Sir Nigel Hubert Bowen, AC, KBE, QC (26 May 1911 – 27 September 1994) was an Australian politician and judge. He served in the House of Representatives from 1964 to 1973, representing the Liberal Party, and was a government minister under four prime ministers. After leaving politics he served as the inaugural Chief Justice of the Federal Court of Australia from 1976 to 1990.
Sir Nigel Bowen
|Chief Justice of the Federal Court of Australia|
20 December 1976 – 31 December 1990
|Nominated by||Malcolm Fraser|
|Preceded by||New office|
|Succeeded by||Michael Black|
|Minister for Foreign Affairs|
2 August 1971 – 5 December 1972
|Prime Minister||William McMahon|
|Preceded by||Les Bury|
|Succeeded by||Gough Whitlam (acting)|
|Attorney-General of Australia|
22 March 1971 – 2 August 1971
|Prime Minister||William McMahon|
|Preceded by||Tom Hughes|
|Succeeded by||Ivor Greenwood|
14 December 1966 – 12 November 1969
|Prime Minister||Harold Holt|
|Preceded by||Billy Snedden|
|Succeeded by||Tom Hughes|
|Minister for Education and Science|
12 November 1969 – 22 March 1971
|Prime Minister||John Gorton|
|Preceded by||Malcolm Fraser|
|Succeeded by||David Fairbairn|
|Member of the Australian Parliament|
20 June 1964 – 11 July 1973
|Preceded by||Garfield Barwick|
|Succeeded by||Philip Ruddock|
|Born||26 May 1911|
Summerland, British Columbia, Canada
|Died||27 September 1994 (aged 83)|
Sydney, New South Wales, Australia
Eileen Mullens (m. 1947–1983)
Ermyn Krippner (m. 1984)
Bowen was born in a log cabin in Summerland, British Columbia, Canada, of Welsh and English parents. He came to Australia as a boy and was educated for two years in England and later at The King's School in Parramatta. He studied law at the University of Sydney as a resident of St. Paul's College, and then practised as a solicitor. He was admitted as a barrister in New South Wales in 1936 and later in Victoria.
After the war, Bowen resumed his legal career, sharing chambers with Gough Whitlam, John Kerr and later Bob Ellicott. He took silk in 1953 in New South Wales and Victoria in 1954. He was president of the New South Wales bar council from 1959 to 1961 and was vice-president of the Law Council of Australia from 1957 to 1960. From 1946 to 1961, he was the editor of the Australian Law Journal.
Bowen was elected to parliament at the 1964 Parramatta by-election, caused by the resignation of Sir Garfield Barwick to take up an appointment as Chief Justice of Australia. He was appointed Attorney-General of Australia in the Second Holt Ministry in December 1966, and in 1968 he introduced a bill for the establishment of a federal court junior to the High Court of Australia. Although that bill was withdrawn, it provided the basis of the Federal Court of Australia Act 1976. Bowen appointed the Commonwealth Administrative Review Committee, which reported in 1971 and formed the basis for the establishment of the Administrative Appeals Tribunal, the appointment of a Commonwealth Ombudsman and the enactment of the Administrative Decisions (Judicial Review) Act 1977. He also introduced the Privy Council (Limitation of Appeals) Act 1968, which began the process of abolishing appeals from the High Court to the Privy Council in London, culminating in the Australia Act 1986.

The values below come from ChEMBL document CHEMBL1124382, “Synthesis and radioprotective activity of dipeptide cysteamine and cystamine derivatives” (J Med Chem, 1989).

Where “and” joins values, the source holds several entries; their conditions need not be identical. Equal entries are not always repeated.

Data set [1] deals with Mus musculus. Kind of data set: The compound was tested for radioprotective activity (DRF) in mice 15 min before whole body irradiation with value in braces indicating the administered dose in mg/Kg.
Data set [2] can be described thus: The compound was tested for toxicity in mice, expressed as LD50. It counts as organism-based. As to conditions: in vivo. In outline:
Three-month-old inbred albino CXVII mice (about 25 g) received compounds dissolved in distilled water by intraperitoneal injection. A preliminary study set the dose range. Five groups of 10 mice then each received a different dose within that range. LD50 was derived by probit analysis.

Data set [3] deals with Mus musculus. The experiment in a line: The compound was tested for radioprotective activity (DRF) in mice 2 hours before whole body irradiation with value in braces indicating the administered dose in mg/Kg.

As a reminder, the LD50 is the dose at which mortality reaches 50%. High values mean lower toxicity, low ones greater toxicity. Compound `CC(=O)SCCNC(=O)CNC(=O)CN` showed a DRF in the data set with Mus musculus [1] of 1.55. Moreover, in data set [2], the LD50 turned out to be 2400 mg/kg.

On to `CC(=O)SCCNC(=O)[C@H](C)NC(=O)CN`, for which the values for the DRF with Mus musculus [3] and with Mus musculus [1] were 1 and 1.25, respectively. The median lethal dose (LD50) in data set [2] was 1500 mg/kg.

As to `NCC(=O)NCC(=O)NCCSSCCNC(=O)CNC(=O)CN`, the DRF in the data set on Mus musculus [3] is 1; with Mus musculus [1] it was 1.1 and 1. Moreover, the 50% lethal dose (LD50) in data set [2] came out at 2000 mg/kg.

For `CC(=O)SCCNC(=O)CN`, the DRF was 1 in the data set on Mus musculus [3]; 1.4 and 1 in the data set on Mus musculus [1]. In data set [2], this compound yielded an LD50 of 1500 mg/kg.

In November 1969, Bowen was appointed Minister for Education and Science in the Second Gorton Ministry. In the McMahon Ministry, he was Attorney-General from March to August 1971 and then Minister for Foreign Affairs until the election of the Whitlam Government in 1972. Bowen was William McMahon's preferred candidate to replace William Owen on the High Court, but Anthony Mason was eventually chosen as it was feared that the Liberal Party would not be able to retain Bowen's seat at a by-election. When McMahon resigned after the 1972 election, Bowen lost the resulting leadership vote by one vote to Billy Snedden, on the fifth ballot.
In 1973, Bowen was appointed as Chief Judge in Equity in the Supreme Court of New South Wales. He was appointed first Chief Judge (later Chief Justice) of the Federal Court of Australia in 1976 and held this until his retirement in 1990. Bowen was one of only six politicians to have served in both the Parliament of Australia and the Federal Court of Australia, alongside Bob Ellicott, Merv Everett, Tony Whitlam, John Reeves and Duncan Kerr.
Bowen was appointed a Knight Commander of the Order of the British Empire in 1976 and a Companion of the Order of Australia in 1988.
He died in 1994, aged 83.
- Keating, Paul (10 October 1994). "Condolences: Bowen, Sir Nigel Hubert, AC, KBE". Hansard. Parliament of Australia. Archived from the original on 24 May 2011. Retrieved 30 September 2007. Cite uses deprecated parameter
- Lavarch, Michael (10 October 1994). "Condolences: Bowen, Sir Nigel Hubert, AC, KBE". Hansard. Parliament of Australia. Archived from the original on 24 May 2011. Retrieved 30 September 2007. Cite uses deprecated parameter
- Downer, Alexander (10 October 1994). "Condolences: Bowen, Sir Nigel Hubert, AC, KBE". Hansard. Parliament of Australia. Archived from the original on 24 May 2011. Retrieved 30 September 2007. Cite uses deprecated parameter
- How McMahon was beaten by Whitlam and the Coalition, The Sydney Morning Herald, 31 December 2002. Retrieved 8 November 2017.
| Attorney-General of Australia
| Minister for Education and Science
| Minister for Foreign Affairs
|New office|| Chief Justice of the Federal Court of Australia
|Parliament of Australia|
| Member for Division of Parramatta